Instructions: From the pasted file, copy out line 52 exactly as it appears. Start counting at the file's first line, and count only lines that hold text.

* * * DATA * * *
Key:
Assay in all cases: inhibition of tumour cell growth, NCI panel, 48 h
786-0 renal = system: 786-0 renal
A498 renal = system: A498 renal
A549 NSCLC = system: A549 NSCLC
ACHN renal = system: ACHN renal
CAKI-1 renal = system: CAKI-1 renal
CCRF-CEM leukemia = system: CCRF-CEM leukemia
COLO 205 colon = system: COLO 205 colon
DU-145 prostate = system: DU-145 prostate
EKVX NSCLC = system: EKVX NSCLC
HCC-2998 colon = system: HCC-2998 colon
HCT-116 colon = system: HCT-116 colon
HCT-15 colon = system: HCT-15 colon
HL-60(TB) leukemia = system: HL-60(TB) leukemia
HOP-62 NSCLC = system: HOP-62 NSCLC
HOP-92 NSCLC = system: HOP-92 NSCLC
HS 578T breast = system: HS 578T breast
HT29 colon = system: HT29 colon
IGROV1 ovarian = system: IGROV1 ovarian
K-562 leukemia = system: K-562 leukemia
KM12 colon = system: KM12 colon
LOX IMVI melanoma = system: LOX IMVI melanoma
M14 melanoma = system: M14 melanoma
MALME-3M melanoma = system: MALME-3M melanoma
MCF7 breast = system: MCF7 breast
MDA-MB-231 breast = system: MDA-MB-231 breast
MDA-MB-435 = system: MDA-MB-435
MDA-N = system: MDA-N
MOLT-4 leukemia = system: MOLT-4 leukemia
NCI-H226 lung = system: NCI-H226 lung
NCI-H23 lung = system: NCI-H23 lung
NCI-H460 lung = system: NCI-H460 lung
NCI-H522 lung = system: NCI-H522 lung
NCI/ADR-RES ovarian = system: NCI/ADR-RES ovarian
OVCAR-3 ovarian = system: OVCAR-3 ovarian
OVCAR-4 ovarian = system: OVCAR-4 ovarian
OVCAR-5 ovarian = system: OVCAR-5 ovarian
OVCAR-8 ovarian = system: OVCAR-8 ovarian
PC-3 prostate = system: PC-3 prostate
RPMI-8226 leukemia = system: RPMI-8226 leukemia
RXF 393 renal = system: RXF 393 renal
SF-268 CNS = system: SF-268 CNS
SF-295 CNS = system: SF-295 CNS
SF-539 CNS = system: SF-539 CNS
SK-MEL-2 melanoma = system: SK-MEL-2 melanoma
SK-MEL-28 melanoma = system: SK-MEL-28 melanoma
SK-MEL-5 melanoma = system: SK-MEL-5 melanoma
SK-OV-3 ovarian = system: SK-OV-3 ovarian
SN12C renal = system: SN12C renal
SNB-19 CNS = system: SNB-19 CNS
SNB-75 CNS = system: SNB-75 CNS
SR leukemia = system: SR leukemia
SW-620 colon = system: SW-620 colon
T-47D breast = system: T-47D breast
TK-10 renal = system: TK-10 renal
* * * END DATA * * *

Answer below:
SNB-75 CNS = system: SNB-75 CNS